Every two weeks, I send the 10,000 Days newsletter to discerning readers and people who sign up because they simply do not receive enough email. A bit of original writing, some interesting links, a photograph, and every other issue a cocktail recipe. It's free, it strengthens your tooth enamel, makes you irresistible to puppies, and makes visible lines around your eyes vanish in only two days.
No. 5 included the following essay:
Keeping an Eye on Ourselves
Much has been written of the surveillance state. CCTV cameras affixed to thousands of buildings and utility poles monitor traffic, crime-ridden streets, building foyers, ATM banking terminals, highways, stores and banking offices and stadiums and transit stations. We are surveilled online in one way or another by Google and Facebook and our own computers. There's even, some social critics have declared, a surveillance economy.
I have always been of two minds about our CCTV-saturated cities. I do not like pervasive monitoring of my movements and activities, especially by civil authorities. But I live in Baltimore, which can be a dangerous place, and hope whatever deterrent effect video monitoring has on crime will keep me from being mugged in the future.
What I have not seen discussed is the extent to which so many of us now surveil ourselves. We monitor the number of steps we have taken today, we map our drives and runs and allow Google Maps to retain the data. We make note of how often we pick up our iPhones and how long we use them for calls or games or email or reading. We make public the books we've read and record that information on Goodreads. We monitor calories taken in and calories burned. We maintain records of who we have called, who has called us, and for how long we've chatted. We maintain records of every song we've listened to, and Facebook would like to remind us that five years ago we posted that photo of ourselves wasted in Key West and more than 500 people have access to it, which is probably not in our interest. Because so much of this data lives on servers all over the globe, it is available for examination by anyone with the wherewithal to monkey with the server encryption and a reason for rummaging through our technological underwear drawer.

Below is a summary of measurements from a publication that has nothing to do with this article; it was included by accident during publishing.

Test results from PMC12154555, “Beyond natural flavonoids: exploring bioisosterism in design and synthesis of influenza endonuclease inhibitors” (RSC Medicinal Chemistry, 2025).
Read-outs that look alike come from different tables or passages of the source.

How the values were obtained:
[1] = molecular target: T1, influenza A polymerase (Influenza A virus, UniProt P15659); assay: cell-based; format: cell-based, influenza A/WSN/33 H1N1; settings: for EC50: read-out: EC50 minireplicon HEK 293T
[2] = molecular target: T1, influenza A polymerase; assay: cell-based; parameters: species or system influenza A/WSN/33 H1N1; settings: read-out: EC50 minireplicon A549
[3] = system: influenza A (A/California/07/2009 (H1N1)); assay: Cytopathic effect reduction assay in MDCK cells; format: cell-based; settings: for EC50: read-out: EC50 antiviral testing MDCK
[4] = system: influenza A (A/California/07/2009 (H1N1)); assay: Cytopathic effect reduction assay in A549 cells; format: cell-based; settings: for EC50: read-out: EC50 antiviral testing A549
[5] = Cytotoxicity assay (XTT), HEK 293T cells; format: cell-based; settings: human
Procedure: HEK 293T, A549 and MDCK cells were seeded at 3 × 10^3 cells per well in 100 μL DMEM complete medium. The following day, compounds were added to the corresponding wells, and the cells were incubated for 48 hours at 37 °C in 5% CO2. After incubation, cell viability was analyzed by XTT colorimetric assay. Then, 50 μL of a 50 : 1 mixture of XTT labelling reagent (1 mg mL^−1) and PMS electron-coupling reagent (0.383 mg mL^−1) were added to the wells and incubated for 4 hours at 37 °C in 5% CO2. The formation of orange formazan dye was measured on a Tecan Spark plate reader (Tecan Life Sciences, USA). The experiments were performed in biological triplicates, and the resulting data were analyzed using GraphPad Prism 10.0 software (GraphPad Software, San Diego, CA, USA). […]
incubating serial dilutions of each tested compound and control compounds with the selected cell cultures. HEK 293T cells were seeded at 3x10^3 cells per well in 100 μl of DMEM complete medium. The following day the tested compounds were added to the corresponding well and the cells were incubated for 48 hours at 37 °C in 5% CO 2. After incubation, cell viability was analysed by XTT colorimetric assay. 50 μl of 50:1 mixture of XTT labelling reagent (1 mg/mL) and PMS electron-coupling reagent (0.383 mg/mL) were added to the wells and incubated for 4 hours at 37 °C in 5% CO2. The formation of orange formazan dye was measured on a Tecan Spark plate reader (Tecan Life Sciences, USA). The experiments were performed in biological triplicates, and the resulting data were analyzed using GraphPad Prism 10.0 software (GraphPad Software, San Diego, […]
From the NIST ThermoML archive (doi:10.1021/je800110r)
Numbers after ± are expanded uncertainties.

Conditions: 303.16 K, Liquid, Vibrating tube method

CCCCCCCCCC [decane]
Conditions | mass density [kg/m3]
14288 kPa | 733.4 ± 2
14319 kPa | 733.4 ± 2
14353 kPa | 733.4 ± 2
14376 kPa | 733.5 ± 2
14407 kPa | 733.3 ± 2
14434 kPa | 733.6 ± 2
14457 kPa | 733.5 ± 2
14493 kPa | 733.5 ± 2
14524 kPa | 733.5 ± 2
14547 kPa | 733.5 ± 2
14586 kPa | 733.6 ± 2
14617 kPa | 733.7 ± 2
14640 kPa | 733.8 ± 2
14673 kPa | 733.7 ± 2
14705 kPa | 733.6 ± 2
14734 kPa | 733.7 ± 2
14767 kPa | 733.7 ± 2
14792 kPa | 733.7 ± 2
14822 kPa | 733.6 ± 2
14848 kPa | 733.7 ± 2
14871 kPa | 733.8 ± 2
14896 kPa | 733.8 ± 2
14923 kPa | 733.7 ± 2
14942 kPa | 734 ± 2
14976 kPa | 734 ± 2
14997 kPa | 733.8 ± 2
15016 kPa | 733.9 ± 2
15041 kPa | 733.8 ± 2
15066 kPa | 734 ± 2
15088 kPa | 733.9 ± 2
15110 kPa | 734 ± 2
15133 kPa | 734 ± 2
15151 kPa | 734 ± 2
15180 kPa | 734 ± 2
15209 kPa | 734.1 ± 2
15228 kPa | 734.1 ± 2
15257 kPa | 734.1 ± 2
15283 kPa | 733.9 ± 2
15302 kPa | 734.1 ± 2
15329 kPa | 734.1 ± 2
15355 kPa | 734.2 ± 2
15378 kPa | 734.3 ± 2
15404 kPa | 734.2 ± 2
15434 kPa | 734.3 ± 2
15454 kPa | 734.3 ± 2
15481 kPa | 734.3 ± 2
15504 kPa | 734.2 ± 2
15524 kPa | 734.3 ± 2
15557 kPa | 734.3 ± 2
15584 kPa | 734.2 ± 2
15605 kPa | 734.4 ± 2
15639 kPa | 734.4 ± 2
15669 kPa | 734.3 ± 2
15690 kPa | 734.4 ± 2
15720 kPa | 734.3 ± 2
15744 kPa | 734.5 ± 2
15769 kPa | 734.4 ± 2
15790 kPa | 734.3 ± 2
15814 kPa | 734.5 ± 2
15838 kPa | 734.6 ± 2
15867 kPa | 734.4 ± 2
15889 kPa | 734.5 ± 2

Our personal technology has become a digital Stasi.
And a nag, My Apple watch tells me I really should stand up and move around for a minute, and you know, while I've got your attention, it's getting late in the day and those fitness rings are not going to close themselves, pal. Have you drunk 64 ounces of water today? You've got 138 unopened emails, four unwatched episodes of Outlander and 94 unread articles in your RSS feed. I told you to turn back there and you didn't so now I have to recalibrate, but I don't mind, no, really, it's okay, I'm just trying to help...
We are complicit in this surveillance. Yes, some good derives, some benefit, but on the whole I have to wonder where we're headed.
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